REVIEW: ‘Fire & Fury’, Birmingham Royal Ballet, Birmingham Hippodrome

Fire & Fury‘, Birmingham Royal Ballet, Birmingham Hippodrome

  The Birmingham Royal Ballet really are on fire with their latest double bill, ‘Fire & Fury‘, listed as “a dramatic mixed bill of two ballets that evoke the politics and power of the past to explore the present”.

  This powerful and evocative double bill uses the glorious benefit of hindsight to move audiences to look back at our history, exploring events of the past as a means of shaping our future. Sparks fly, flames ignite, and politics collide with power in this vivid presentation of ‘Fire & Fury’.

  The first ballet, entitled ‘The King Dances’, features choreography by current Birmingham Royal Ballet Director David Bintley, with music by Stephen Montague, design by Katrina Lindsay, and lighting by Peter Mumford, and is a resplendent production. Magnificent, majestic, regal and refined, it hearkens back to the spectacular court entertainment of the 16th and 17th century, providing a wonderful celebration of, a homage to, the invention of ballet. 

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The artists of The King Dances. Photo credit: Bill Cooper

  The piece is freely based on the 1653La Ballet de la Nuit’ (The Ballet of the Night), a ballet de cour (court ballet) lasting twelve hours, in which a fourteen year old Louis XIV danced five roles, including that of the sun god Apollo, a role for which he was described as resembling the “sun brilliant with light”, earning the young king the sobriquet, ‘The Sun King‘, and cementing the power of the monarchy, and the divine right of kings.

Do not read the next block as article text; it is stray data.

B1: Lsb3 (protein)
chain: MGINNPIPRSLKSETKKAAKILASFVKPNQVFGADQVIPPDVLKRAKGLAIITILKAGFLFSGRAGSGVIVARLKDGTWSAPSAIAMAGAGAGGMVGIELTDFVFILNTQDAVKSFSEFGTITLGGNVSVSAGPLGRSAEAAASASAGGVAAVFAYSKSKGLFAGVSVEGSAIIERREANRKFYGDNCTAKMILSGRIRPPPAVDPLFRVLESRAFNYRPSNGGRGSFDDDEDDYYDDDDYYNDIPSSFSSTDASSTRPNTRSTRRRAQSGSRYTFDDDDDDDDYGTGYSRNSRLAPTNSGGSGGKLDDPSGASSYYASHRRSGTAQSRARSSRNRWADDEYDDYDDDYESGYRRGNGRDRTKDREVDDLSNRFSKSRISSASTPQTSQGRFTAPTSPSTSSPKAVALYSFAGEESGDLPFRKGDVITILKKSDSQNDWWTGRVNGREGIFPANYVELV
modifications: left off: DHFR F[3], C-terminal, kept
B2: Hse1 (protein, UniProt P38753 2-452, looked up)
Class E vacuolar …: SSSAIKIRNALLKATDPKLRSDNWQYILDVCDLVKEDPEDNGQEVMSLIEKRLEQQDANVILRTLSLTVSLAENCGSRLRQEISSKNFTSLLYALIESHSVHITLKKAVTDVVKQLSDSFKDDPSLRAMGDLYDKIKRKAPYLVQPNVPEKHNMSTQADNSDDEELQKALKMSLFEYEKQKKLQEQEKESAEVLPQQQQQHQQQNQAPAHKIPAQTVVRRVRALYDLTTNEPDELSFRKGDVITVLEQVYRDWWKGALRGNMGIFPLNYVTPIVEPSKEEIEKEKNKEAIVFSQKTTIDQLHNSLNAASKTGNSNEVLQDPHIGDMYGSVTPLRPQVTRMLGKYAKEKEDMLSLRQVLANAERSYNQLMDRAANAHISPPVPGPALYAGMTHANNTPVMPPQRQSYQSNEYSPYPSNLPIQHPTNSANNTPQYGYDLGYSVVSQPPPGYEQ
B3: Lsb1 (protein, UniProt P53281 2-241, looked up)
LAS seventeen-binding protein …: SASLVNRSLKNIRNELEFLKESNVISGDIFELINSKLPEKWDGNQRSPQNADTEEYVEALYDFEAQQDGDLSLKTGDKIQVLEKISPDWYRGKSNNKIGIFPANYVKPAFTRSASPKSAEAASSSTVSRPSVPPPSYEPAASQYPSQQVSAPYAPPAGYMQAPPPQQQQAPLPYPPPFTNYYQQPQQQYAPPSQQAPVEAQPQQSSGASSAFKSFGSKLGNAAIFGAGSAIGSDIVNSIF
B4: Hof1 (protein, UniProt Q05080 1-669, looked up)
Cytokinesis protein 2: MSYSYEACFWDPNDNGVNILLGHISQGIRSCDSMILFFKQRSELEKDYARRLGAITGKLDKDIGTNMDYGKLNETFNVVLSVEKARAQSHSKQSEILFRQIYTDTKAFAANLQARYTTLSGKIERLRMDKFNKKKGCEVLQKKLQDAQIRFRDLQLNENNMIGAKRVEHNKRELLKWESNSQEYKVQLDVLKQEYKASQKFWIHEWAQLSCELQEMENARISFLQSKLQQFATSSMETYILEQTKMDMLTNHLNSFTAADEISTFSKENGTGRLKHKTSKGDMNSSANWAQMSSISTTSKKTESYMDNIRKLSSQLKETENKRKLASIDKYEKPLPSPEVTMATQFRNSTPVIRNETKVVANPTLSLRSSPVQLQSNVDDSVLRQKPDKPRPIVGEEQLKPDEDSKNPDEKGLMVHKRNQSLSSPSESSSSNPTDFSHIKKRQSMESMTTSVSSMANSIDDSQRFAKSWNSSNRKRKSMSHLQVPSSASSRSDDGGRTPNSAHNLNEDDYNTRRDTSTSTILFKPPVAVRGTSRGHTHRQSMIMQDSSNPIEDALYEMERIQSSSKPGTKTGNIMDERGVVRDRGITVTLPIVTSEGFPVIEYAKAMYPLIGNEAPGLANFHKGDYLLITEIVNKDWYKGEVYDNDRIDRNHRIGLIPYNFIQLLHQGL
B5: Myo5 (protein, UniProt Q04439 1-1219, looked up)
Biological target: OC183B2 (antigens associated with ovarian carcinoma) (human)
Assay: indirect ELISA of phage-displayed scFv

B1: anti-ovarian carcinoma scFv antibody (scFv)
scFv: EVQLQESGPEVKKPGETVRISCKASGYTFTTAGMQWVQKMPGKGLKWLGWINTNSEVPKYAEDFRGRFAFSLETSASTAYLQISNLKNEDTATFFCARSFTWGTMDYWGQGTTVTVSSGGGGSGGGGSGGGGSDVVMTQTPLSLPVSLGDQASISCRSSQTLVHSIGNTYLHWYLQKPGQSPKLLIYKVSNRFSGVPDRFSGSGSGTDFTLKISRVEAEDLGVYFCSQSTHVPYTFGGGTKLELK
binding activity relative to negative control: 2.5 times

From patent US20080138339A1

Although consisting of just one act, the ballet is divided into four ‘watches’, the first three each focusing on a different period of the night, the fourth, on the rising of the sun. The ballet considers the landscape of the night, and features such mythical characters as demons, werewolves and witches, in addition to more realistic characters. Louis enters with the dawning of the day, like the rising sun.

  ‘The King Dances’ takes ‘La Ballet de la Nuit’ as its starting point, and from this comes an elegant exploration of the journey male dancing has undertaken, from its beginnings in the court of King Louis XIV, to the ballet we know and love today, cementing Louis’ reputation as the ‘grandfather of ballet’.

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The artists of The King Dances. Photo credit: Bill Cooper

  The Birmingham Royal Ballet prove here, once more, that they are the kings (and queens), of dance, with their usual faultless performances. Tyrone Singleton cuts a striking figure, first as La Nuit, and then as The Devil. Imposing, manipulative, formidable, he seems to represent darkness, and evil, a foil to the light, the goodness, the purity, of Max Maslen’s delicate, dignified, King Louis, the Sun King, who bears himself with quiet strength, dignity, and the utmost nobility, the sharp, heavy movement of La Nuit contrasting the softer, gentle movements of this graceful monarch.